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NCBFAA Keynote Address: CBP Headquarters Update

Release Date: 
April 22, 2015

Remarks by Commissioner R. Gil Kerlikowske at the National Customs Brokers and Forwarders Association of America in Orlando, FL on Tuesday, April 21, 2015, 8:00 a.m.

Introduction

Good morning, everyone. Thank you, Geoff for that warm introduction. It’s great to be here in Orlando – the land of Mickey, Minnie – and, at least this week, ACE and eBond.

Today, I want to talk to you about the important relationship between U.S. Customs and Border Protection and brokers and forwarders. You are integral to CBP’s trade mission, and serve as a lynchpin in our relationship with American businesses. That is why CBP has such a major presence at this week’s conference.

Yesterday, you heard from Ana Hinojosa, our Deputy Assistant Commissioner for International Affairs. Earlier this year I was proud to nominate Ana to be the U.S. delegate to the World Customs Organization’s Director of Compliance and Facilitation. If elected, Ana would bring considerable expertise to this international body, and her leadership can strengthen our work with our key trade partners.

You also heard from CBP’s two newest Assistant Commissioners – Brenda Smith, from our Office of International Trade, and Todd Owen, from our Office of Field Operations.

And later today and into tomorrow, you will hear from more CBP leaders and experts about the role of brokers in protecting national security, CBP’s targeting and enforcement efforts, as well as ACE and the Single Window. All of our participants are experts and innovators in our trade mission, and are tremendous assets to the agency.

Overview

As a good Fed, it is my sworn duty to start with statistics:

  • During FY 2014, CBP processed more than $2.4 trillion in imports, and $1.6 trillion in exports, both increases of nearly 4 percent from the prior year.
  • We also collected approximately $35 billion in duties, up 9 percent over FY 2013.

These numbers put into context the scale of CBP’s trade mission: securing the global supply chain; enforcing trade laws; and collecting revenue. The success of each of these requires strong and evolving relationships between CBP and brokers and forwarders.

Trade Facilitation for the Customs Broker

In the middle of all this economic activity is the customs broker. We have made great progress together: since 2009, there has been almost a 90% drop in the number of broker violation penalties. This is even better news when you consider that the top 100 brokers have increased their volume by four percent over the past four years.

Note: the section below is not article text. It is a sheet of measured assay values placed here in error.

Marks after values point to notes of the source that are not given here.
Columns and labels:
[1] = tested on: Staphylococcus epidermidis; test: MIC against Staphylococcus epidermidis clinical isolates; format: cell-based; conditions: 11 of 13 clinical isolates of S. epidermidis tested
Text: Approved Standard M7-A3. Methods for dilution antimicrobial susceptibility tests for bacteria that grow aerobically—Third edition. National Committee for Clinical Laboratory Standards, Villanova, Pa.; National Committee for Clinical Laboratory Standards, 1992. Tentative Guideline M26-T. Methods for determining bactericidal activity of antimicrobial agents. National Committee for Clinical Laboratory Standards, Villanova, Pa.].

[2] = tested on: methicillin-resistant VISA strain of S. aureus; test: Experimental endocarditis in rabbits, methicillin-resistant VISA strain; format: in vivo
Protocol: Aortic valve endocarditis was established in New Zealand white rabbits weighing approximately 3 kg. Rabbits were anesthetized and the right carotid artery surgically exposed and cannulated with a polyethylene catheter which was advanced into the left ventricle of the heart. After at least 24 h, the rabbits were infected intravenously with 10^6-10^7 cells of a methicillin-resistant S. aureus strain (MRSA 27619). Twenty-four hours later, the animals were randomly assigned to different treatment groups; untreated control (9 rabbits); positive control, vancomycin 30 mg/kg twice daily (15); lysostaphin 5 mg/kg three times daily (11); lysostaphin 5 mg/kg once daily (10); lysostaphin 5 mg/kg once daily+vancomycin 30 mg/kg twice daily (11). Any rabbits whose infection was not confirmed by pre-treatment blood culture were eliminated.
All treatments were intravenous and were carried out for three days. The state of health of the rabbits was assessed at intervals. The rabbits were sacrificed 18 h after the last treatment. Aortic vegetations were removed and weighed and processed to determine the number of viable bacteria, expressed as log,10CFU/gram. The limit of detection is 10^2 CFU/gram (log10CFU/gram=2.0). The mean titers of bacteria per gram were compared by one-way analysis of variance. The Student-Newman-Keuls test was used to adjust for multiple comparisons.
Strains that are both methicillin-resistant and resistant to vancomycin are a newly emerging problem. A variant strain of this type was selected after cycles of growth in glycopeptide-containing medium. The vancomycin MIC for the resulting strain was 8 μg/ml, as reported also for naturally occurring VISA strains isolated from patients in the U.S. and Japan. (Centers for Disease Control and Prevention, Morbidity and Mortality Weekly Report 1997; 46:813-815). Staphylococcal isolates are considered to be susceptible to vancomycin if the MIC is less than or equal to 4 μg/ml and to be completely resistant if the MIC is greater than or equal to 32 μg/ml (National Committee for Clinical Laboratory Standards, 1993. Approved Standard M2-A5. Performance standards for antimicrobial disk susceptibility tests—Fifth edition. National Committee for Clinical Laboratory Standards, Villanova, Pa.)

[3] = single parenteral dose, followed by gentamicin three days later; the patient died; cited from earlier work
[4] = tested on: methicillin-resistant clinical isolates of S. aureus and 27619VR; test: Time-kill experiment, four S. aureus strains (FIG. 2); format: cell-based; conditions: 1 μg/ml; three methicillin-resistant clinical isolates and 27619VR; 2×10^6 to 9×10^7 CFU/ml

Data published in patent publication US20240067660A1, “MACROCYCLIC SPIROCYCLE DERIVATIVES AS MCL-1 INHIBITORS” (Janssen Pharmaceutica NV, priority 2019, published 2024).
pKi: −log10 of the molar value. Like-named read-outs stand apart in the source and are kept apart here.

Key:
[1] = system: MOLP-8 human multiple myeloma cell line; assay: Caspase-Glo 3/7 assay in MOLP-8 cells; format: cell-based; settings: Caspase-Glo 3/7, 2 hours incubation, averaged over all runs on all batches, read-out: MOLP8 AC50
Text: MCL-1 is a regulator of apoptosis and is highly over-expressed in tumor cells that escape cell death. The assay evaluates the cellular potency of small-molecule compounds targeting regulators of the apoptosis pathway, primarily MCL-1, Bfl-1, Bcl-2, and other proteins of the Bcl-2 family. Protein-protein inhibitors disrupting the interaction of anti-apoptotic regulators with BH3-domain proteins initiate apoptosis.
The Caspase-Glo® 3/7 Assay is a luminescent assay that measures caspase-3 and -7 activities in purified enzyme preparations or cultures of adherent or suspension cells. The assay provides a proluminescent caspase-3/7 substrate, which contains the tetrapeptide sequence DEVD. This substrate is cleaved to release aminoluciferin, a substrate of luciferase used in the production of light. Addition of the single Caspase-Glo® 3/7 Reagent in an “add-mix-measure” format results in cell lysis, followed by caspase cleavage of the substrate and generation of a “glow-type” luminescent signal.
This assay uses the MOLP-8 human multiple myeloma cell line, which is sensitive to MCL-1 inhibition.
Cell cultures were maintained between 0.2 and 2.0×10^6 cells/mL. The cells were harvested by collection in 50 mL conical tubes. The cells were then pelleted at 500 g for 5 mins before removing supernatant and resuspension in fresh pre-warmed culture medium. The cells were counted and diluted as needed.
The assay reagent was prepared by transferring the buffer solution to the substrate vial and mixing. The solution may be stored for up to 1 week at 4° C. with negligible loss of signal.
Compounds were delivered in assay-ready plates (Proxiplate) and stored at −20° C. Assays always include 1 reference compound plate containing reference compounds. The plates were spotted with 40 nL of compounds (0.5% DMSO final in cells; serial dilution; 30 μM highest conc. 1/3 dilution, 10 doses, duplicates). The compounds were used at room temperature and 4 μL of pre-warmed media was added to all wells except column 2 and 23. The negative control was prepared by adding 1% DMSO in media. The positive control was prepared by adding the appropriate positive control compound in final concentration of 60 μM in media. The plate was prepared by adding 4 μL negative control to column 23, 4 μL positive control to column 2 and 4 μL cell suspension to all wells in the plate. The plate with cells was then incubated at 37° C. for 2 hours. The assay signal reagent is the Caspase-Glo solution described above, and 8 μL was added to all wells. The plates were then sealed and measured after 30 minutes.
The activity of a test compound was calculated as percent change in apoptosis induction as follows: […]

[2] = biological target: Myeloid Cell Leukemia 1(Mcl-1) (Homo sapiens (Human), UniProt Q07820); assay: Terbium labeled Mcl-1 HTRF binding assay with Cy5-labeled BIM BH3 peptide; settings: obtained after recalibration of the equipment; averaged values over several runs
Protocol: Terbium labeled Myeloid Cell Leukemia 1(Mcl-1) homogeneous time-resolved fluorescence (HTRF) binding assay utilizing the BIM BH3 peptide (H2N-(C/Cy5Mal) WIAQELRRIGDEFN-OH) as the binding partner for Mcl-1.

You are critical to our mission success. Today, brokers submit more than 95% of all the electronic entries, allowing us to better segment risk automatically through our automated systems.

Brokers also contribute to successful revenue collection. In FY 2014, CBP collected $35 billion of estimated duties, much of which is was the result of brokers submitting duties quickly and correctly.

Clearing cargo securely and efficiently is the hallmark of a good broker. That’s why we’ve taken major steps to improve our processes: going paperless, centralizing operations, and reducing administrative burdens so you can predict outcomes and quickly respond to your customers.

Centers of Excellence and Expertise

One key development is the expansion of CBP’s Centers of Excellence and Expertise. The Centers are transforming the way we operate by consolidating an entire industry’s processing under the authority of one Center, instead of scattering it throughout hundreds of ports of entry.

The Centers provide a number of benefits:

  • Improve our ability to identify high-risk commercial importations;
  • Increase consistency and predictability for the industry; and
  • Reduce transactional costs for the trade and CBP.

On January 28, three of CBP’s 10 Centers – Los Angeles (electronics), New York (pharmaceuticals), and Houston (petroleum) – began managing all post-release activities within their industries. The remaining seven Centers will continue to expand through volunteer importers while we finalize full expansion plans.

CBP has collaborated extensively with the brokerage community to develop these processes, as well as key technical instructions for operating in a virtual and transparent Center environment.

Trusted Trader Programs

Key to CBP’s security and compliance mission are our Trusted Trader programs. Our flagship Trusted Trader program, of course, is C-TPAT, or the Customs-Trade Partnership Against Terrorism. C-TPAT imports now account for 54 percent [by value] of all imports into the U.S.

C-TPAT is collaborating with our partner government agencies (PGAs) to reduce redundancy. For example, beginning this year, C-TPAT air carrier revalidations are being conducted by the Transportation Security Administration (TSA) during the airline’s annual TSA assessment. This change reduces government site visits and saves money.

I’m also pleased to highlight that C-TPAT is adding an Export Entity to the program. The Export Entity’s first of three phases was deployed this past December, and once the second phase is deployed this spring, C-TPAT will be able to accept applications from U.S. exporters. This Export piece was co-created with our private industry partners on COAC, our Advisory Committee on Commercial Operations, and is a major step forward in CBP’s export mission.

International Engagement

C-TPAT is also actively working with more than 40 countries and their Authorized Economic Operator (AEO) programs. Relationships with international AEOs not only streamline government-to-government processes, but enhance government-to-business relationships by creating security standards for the global supply chain.

We have signed 10 mutual recognition arrangements (MRAs) since 2003. Most of these are with our main commercial partners such as the European Union, Canada, and Mexico. But we are also working very closely with China, where we have conducted more than 300 joint validations with China Customs. And C-TPAT is now working with the Customs administrations of India, Brazil, and the Dominican Republic to explore MRAs.

Importer Self-Assessment (ISA)

The other critical part of Trusted Trader is the Importer Self-Assessment Program, or ISA. Implemented in 2002, ISA lets C-TPAT members located in the United States assess their own compliance with our trade laws in exchange for less CBP oversight.